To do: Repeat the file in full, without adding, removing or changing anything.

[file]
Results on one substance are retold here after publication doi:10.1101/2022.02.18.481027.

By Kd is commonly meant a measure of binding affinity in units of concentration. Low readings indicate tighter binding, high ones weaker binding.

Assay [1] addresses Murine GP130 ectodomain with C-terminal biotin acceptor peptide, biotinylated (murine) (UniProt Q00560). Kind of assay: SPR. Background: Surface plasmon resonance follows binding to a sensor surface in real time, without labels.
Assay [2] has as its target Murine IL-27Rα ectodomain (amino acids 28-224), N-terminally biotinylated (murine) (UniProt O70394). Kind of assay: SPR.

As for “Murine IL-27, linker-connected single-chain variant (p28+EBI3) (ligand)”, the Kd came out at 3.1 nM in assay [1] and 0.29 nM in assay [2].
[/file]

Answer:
Results on one substance are retold here after publication doi:10.1101/2022.02.18.481027.

By Kd is commonly meant a measure of binding affinity in units of concentration. Low readings indicate tighter binding, high ones weaker binding.

Assay [1] addresses Murine GP130 ectodomain with C-terminal biotin acceptor peptide, biotinylated (murine) (UniProt Q00560). Kind of assay: SPR. Background: Surface plasmon resonance follows binding to a sensor surface in real time, without labels.
Assay [2] has as its target Murine IL-27Rα ectodomain (amino acids 28-224), N-terminally biotinylated (murine) (UniProt O70394). Kind of assay: SPR.

As for “Murine IL-27, linker-connected single-chain variant (p28+EBI3) (ligand)”, the Kd came out at 3.1 nM in assay [1] and 0.29 nM in assay [2].